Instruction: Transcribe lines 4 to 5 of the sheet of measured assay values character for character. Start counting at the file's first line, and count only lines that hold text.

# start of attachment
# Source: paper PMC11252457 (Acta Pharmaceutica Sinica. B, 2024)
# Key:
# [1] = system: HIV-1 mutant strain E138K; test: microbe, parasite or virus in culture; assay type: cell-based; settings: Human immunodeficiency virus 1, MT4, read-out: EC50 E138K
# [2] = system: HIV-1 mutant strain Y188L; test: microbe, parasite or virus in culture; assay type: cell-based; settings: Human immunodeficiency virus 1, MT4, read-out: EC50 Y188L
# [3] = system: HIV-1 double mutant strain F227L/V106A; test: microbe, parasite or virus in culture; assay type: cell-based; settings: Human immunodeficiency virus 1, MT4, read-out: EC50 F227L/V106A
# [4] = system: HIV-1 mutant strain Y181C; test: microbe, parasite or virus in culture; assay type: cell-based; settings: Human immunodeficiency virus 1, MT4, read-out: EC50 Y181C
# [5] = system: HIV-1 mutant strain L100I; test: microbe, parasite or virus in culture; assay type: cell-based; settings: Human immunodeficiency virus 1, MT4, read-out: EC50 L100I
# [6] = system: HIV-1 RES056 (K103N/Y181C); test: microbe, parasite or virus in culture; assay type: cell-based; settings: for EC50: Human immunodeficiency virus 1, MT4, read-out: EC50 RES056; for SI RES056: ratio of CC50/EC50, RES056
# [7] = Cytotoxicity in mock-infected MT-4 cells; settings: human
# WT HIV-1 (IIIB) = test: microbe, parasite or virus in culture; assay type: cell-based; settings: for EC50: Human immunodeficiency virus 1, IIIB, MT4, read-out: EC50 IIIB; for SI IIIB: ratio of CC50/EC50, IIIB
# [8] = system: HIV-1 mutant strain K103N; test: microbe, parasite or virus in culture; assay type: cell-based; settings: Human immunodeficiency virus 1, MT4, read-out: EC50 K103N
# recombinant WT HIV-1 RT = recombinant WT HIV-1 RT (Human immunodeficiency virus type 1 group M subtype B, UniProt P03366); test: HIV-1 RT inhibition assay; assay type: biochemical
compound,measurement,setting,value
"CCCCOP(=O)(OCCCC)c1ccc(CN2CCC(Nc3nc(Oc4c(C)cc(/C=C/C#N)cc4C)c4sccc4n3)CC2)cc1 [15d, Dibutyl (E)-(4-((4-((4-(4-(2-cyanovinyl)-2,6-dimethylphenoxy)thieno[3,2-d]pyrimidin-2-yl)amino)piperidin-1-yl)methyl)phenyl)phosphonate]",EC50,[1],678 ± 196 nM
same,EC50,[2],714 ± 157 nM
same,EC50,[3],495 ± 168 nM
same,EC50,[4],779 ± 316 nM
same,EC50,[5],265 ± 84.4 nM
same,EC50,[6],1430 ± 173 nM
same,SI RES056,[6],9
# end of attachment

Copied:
# [2] = system: HIV-1 mutant strain Y188L; test: microbe, parasite or virus in culture; assay type: cell-based; settings: Human immunodeficiency virus 1, MT4, read-out: EC50 Y188L
# [3] = system: HIV-1 double mutant strain F227L/V106A; test: microbe, parasite or virus in culture; assay type: cell-based; settings: Human immunodeficiency virus 1, MT4, read-out: EC50 F227L/V106A